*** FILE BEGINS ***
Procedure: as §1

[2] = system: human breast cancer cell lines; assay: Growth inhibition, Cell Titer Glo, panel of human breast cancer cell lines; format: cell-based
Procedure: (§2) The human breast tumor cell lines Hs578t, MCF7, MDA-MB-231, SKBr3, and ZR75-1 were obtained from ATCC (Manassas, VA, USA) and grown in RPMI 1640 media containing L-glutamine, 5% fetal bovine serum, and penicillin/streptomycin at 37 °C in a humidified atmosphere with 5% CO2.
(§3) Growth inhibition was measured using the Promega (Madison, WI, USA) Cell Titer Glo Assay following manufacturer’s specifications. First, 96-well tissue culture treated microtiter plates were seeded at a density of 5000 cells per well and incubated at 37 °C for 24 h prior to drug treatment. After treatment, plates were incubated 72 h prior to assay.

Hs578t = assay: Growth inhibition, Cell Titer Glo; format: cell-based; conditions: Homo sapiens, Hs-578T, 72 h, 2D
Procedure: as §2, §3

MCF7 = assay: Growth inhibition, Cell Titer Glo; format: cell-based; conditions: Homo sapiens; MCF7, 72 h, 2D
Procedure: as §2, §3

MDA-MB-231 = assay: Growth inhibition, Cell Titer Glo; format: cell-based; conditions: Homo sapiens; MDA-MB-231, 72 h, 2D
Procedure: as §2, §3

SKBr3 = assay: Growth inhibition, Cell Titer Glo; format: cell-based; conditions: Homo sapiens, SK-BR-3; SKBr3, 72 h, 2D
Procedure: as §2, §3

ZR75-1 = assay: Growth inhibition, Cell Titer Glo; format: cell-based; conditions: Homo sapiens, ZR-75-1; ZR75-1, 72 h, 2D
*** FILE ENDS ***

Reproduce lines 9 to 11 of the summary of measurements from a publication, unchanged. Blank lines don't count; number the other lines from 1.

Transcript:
MDA-MB-231 = assay: Growth inhibition, Cell Titer Glo; format: cell-based; conditions: Homo sapiens; MDA-MB-231, 72 h, 2D
Procedure: as §2, §3

SKBr3 = assay: Growth inhibition, Cell Titer Glo; format: cell-based; conditions: Homo sapiens, SK-BR-3; SKBr3, 72 h, 2D